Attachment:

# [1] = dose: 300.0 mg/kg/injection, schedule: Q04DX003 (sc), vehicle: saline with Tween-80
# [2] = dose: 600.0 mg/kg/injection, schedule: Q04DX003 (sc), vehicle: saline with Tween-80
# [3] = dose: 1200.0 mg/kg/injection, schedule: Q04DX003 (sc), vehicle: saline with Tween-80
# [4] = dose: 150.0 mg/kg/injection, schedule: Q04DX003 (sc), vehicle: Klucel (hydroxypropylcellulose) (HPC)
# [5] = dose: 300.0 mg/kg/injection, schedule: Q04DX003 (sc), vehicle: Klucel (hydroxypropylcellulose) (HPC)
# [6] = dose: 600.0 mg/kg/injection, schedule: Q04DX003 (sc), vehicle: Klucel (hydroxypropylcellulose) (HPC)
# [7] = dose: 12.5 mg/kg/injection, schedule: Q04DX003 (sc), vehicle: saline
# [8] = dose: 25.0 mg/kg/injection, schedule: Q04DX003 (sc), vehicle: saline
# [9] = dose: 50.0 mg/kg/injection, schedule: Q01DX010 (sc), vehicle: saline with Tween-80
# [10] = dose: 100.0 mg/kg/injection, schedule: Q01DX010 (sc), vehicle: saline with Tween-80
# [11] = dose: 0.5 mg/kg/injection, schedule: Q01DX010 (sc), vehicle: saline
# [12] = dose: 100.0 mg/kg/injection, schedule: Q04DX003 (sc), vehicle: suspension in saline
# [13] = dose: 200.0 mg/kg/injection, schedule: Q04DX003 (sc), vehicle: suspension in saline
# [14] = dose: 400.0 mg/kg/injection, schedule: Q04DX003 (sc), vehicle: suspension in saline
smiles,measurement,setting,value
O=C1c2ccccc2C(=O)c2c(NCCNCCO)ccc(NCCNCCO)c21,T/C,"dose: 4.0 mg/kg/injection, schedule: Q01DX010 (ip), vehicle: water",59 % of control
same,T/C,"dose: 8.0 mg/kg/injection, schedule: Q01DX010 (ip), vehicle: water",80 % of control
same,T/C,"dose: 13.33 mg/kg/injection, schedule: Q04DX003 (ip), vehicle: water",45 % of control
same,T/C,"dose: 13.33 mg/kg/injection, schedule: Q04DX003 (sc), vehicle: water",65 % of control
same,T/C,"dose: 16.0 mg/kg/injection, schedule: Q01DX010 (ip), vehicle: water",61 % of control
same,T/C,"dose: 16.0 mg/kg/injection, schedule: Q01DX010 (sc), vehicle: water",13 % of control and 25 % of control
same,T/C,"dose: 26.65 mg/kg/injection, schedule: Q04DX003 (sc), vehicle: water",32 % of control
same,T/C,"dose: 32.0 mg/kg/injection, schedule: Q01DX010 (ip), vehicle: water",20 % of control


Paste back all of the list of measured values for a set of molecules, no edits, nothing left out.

# [1] = dose: 300.0 mg/kg/injection, schedule: Q04DX003 (sc), vehicle: saline with Tween-80
# [2] = dose: 600.0 mg/kg/injection, schedule: Q04DX003 (sc), vehicle: saline with Tween-80
# [3] = dose: 1200.0 mg/kg/injection, schedule: Q04DX003 (sc), vehicle: saline with Tween-80
# [4] = dose: 150.0 mg/kg/injection, schedule: Q04DX003 (sc), vehicle: Klucel (hydroxypropylcellulose) (HPC)
# [5] = dose: 300.0 mg/kg/injection, schedule: Q04DX003 (sc), vehicle: Klucel (hydroxypropylcellulose) (HPC)
# [6] = dose: 600.0 mg/kg/injection, schedule: Q04DX003 (sc), vehicle: Klucel (hydroxypropylcellulose) (HPC)
# [7] = dose: 12.5 mg/kg/injection, schedule: Q04DX003 (sc), vehicle: saline
# [8] = dose: 25.0 mg/kg/injection, schedule: Q04DX003 (sc), vehicle: saline
# [9] = dose: 50.0 mg/kg/injection, schedule: Q01DX010 (sc), vehicle: saline with Tween-80
# [10] = dose: 100.0 mg/kg/injection, schedule: Q01DX010 (sc), vehicle: saline with Tween-80
# [11] = dose: 0.5 mg/kg/injection, schedule: Q01DX010 (sc), vehicle: saline
# [12] = dose: 100.0 mg/kg/injection, schedule: Q04DX003 (sc), vehicle: suspension in saline
# [13] = dose: 200.0 mg/kg/injection, schedule: Q04DX003 (sc), vehicle: suspension in saline
# [14] = dose: 400.0 mg/kg/injection, schedule: Q04DX003 (sc), vehicle: suspension in saline
smiles,measurement,setting,value
O=C1c2ccccc2C(=O)c2c(NCCNCCO)ccc(NCCNCCO)c21,T/C,"dose: 4.0 mg/kg/injection, schedule: Q01DX010 (ip), vehicle: water",59 % of control
same,T/C,"dose: 8.0 mg/kg/injection, schedule: Q01DX010 (ip), vehicle: water",80 % of control
same,T/C,"dose: 13.33 mg/kg/injection, schedule: Q04DX003 (ip), vehicle: water",45 % of control
same,T/C,"dose: 13.33 mg/kg/injection, schedule: Q04DX003 (sc), vehicle: water",65 % of control
same,T/C,"dose: 16.0 mg/kg/injection, schedule: Q01DX010 (ip), vehicle: water",61 % of control
same,T/C,"dose: 16.0 mg/kg/injection, schedule: Q01DX010 (sc), vehicle: water",13 % of control and 25 % of control
same,T/C,"dose: 26.65 mg/kg/injection, schedule: Q04DX003 (sc), vehicle: water",32 % of control
same,T/C,"dose: 32.0 mg/kg/injection, schedule: Q01DX010 (ip), vehicle: water",20 % of control